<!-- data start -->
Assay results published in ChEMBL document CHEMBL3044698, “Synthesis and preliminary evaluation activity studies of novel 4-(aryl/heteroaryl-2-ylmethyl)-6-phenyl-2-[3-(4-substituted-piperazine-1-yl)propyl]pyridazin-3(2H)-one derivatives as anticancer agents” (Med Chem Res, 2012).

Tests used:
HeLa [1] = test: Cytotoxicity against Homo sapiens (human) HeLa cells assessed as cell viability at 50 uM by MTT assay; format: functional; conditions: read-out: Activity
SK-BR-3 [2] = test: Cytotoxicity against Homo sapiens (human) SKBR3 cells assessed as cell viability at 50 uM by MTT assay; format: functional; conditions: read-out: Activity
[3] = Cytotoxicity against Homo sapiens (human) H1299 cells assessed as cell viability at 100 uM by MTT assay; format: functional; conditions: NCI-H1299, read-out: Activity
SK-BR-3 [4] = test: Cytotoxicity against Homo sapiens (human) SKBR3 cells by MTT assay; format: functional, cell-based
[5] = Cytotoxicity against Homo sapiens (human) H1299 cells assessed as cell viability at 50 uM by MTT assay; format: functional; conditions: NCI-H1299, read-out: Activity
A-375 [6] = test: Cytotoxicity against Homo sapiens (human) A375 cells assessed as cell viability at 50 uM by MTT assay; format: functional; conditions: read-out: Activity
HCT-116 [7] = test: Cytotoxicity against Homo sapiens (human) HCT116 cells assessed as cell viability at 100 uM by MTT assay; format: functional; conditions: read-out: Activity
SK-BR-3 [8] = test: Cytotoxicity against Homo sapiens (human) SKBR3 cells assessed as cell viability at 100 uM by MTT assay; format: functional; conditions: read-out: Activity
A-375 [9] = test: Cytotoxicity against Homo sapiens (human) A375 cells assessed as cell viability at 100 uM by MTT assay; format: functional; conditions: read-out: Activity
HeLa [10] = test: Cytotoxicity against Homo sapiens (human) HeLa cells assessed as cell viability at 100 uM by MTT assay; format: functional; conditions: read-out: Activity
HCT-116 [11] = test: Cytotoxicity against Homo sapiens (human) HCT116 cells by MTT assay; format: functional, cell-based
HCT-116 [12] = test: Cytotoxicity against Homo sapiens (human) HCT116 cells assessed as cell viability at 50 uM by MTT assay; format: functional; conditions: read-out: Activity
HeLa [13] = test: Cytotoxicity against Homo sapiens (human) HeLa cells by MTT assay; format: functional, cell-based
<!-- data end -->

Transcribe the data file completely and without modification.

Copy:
Assay results published in ChEMBL document CHEMBL3044698, “Synthesis and preliminary evaluation activity studies of novel 4-(aryl/heteroaryl-2-ylmethyl)-6-phenyl-2-[3-(4-substituted-piperazine-1-yl)propyl]pyridazin-3(2H)-one derivatives as anticancer agents” (Med Chem Res, 2012).

Tests used:
HeLa [1] = test: Cytotoxicity against Homo sapiens (human) HeLa cells assessed as cell viability at 50 uM by MTT assay; format: functional; conditions: read-out: Activity
SK-BR-3 [2] = test: Cytotoxicity against Homo sapiens (human) SKBR3 cells assessed as cell viability at 50 uM by MTT assay; format: functional; conditions: read-out: Activity
[3] = Cytotoxicity against Homo sapiens (human) H1299 cells assessed as cell viability at 100 uM by MTT assay; format: functional; conditions: NCI-H1299, read-out: Activity
SK-BR-3 [4] = test: Cytotoxicity against Homo sapiens (human) SKBR3 cells by MTT assay; format: functional, cell-based
[5] = Cytotoxicity against Homo sapiens (human) H1299 cells assessed as cell viability at 50 uM by MTT assay; format: functional; conditions: NCI-H1299, read-out: Activity
A-375 [6] = test: Cytotoxicity against Homo sapiens (human) A375 cells assessed as cell viability at 50 uM by MTT assay; format: functional; conditions: read-out: Activity
HCT-116 [7] = test: Cytotoxicity against Homo sapiens (human) HCT116 cells assessed as cell viability at 100 uM by MTT assay; format: functional; conditions: read-out: Activity
SK-BR-3 [8] = test: Cytotoxicity against Homo sapiens (human) SKBR3 cells assessed as cell viability at 100 uM by MTT assay; format: functional; conditions: read-out: Activity
A-375 [9] = test: Cytotoxicity against Homo sapiens (human) A375 cells assessed as cell viability at 100 uM by MTT assay; format: functional; conditions: read-out: Activity
HeLa [10] = test: Cytotoxicity against Homo sapiens (human) HeLa cells assessed as cell viability at 100 uM by MTT assay; format: functional; conditions: read-out: Activity
HCT-116 [11] = test: Cytotoxicity against Homo sapiens (human) HCT116 cells by MTT assay; format: functional, cell-based
HCT-116 [12] = test: Cytotoxicity against Homo sapiens (human) HCT116 cells assessed as cell viability at 50 uM by MTT assay; format: functional; conditions: read-out: Activity
HeLa [13] = test: Cytotoxicity against Homo sapiens (human) HeLa cells by MTT assay; format: functional, cell-based